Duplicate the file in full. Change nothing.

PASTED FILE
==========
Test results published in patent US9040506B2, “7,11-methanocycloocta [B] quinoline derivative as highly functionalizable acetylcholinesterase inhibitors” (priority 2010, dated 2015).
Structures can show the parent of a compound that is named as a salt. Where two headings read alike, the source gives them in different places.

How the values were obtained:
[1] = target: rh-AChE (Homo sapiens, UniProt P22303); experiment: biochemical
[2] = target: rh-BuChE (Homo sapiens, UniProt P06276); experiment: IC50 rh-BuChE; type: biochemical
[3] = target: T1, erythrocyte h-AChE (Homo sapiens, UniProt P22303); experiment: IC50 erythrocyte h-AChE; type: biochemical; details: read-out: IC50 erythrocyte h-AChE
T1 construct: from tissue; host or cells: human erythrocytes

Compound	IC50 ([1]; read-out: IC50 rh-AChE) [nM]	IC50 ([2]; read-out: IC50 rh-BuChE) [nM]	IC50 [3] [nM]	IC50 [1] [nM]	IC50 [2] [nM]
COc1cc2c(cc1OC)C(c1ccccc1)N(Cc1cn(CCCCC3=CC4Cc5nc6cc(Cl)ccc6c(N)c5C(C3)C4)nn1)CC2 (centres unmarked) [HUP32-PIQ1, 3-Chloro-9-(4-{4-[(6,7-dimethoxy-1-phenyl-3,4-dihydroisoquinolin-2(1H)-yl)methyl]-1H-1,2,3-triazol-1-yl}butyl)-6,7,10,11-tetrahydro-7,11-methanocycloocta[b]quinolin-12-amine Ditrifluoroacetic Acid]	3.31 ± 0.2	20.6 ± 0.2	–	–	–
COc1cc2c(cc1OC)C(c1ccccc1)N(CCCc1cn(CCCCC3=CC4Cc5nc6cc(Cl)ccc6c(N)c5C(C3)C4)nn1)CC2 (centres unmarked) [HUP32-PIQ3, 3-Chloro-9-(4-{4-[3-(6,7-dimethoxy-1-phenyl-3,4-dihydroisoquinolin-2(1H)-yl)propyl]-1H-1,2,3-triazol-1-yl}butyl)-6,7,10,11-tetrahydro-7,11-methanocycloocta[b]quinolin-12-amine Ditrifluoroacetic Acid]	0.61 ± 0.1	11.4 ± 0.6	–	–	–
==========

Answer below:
Test results published in patent US9040506B2, “7,11-methanocycloocta [B] quinoline derivative as highly functionalizable acetylcholinesterase inhibitors” (priority 2010, dated 2015).
Structures can show the parent of a compound that is named as a salt. Where two headings read alike, the source gives them in different places.

How the values were obtained:
[1] = target: rh-AChE (Homo sapiens, UniProt P22303); experiment: biochemical
[2] = target: rh-BuChE (Homo sapiens, UniProt P06276); experiment: IC50 rh-BuChE; type: biochemical
[3] = target: T1, erythrocyte h-AChE (Homo sapiens, UniProt P22303); experiment: IC50 erythrocyte h-AChE; type: biochemical; details: read-out: IC50 erythrocyte h-AChE
T1 construct: from tissue; host or cells: human erythrocytes

Compound	IC50 ([1]; read-out: IC50 rh-AChE) [nM]	IC50 ([2]; read-out: IC50 rh-BuChE) [nM]	IC50 [3] [nM]	IC50 [1] [nM]	IC50 [2] [nM]
COc1cc2c(cc1OC)C(c1ccccc1)N(Cc1cn(CCCCC3=CC4Cc5nc6cc(Cl)ccc6c(N)c5C(C3)C4)nn1)CC2 (centres unmarked) [HUP32-PIQ1, 3-Chloro-9-(4-{4-[(6,7-dimethoxy-1-phenyl-3,4-dihydroisoquinolin-2(1H)-yl)methyl]-1H-1,2,3-triazol-1-yl}butyl)-6,7,10,11-tetrahydro-7,11-methanocycloocta[b]quinolin-12-amine Ditrifluoroacetic Acid]	3.31 ± 0.2	20.6 ± 0.2	–	–	–
COc1cc2c(cc1OC)C(c1ccccc1)N(CCCc1cn(CCCCC3=CC4Cc5nc6cc(Cl)ccc6c(N)c5C(C3)C4)nn1)CC2 (centres unmarked) [HUP32-PIQ3, 3-Chloro-9-(4-{4-[3-(6,7-dimethoxy-1-phenyl-3,4-dihydroisoquinolin-2(1H)-yl)propyl]-1H-1,2,3-triazol-1-yl}butyl)-6,7,10,11-tetrahydro-7,11-methanocycloocta[b]quinolin-12-amine Ditrifluoroacetic Acid]	0.61 ± 0.1	11.4 ± 0.6	–	–	–